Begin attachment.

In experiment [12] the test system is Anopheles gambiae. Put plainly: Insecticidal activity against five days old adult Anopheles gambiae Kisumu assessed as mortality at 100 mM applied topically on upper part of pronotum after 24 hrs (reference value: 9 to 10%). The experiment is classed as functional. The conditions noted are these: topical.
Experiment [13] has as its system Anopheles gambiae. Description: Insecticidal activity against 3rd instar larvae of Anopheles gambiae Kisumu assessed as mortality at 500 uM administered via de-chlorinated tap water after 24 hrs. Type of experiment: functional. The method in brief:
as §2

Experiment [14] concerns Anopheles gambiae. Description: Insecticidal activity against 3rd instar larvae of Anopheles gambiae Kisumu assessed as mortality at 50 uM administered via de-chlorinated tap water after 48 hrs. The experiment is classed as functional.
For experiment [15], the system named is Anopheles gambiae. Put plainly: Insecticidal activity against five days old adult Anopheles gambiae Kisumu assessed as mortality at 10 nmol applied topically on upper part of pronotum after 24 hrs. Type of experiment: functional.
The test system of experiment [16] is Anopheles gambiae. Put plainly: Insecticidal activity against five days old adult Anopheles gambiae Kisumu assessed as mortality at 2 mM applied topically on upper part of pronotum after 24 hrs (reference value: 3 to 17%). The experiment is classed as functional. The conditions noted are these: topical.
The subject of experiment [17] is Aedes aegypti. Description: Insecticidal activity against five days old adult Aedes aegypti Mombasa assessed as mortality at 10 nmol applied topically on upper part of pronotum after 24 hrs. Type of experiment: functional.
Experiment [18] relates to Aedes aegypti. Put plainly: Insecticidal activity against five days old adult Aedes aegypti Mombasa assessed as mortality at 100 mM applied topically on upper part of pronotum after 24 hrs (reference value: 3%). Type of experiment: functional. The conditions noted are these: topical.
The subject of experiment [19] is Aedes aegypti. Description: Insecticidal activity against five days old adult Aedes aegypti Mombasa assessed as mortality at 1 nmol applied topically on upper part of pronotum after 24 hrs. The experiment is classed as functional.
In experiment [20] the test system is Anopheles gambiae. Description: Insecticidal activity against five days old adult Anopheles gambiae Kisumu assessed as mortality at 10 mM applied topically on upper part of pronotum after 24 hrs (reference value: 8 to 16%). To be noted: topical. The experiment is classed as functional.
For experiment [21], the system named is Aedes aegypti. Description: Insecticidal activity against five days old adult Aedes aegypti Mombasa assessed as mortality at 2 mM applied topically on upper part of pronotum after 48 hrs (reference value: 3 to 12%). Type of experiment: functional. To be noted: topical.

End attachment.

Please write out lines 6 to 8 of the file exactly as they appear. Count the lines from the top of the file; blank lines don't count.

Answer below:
The test system of experiment [16] is Anopheles gambiae. Put plainly: Insecticidal activity against five days old adult Anopheles gambiae Kisumu assessed as mortality at 2 mM applied topically on upper part of pronotum after 24 hrs (reference value: 3 to 17%). The experiment is classed as functional. The conditions noted are these: topical.
The subject of experiment [17] is Aedes aegypti. Description: Insecticidal activity against five days old adult Aedes aegypti Mombasa assessed as mortality at 10 nmol applied topically on upper part of pronotum after 24 hrs. Type of experiment: functional.
Experiment [18] relates to Aedes aegypti. Put plainly: Insecticidal activity against five days old adult Aedes aegypti Mombasa assessed as mortality at 100 mM applied topically on upper part of pronotum after 24 hrs (reference value: 3%). Type of experiment: functional. The conditions noted are these: topical.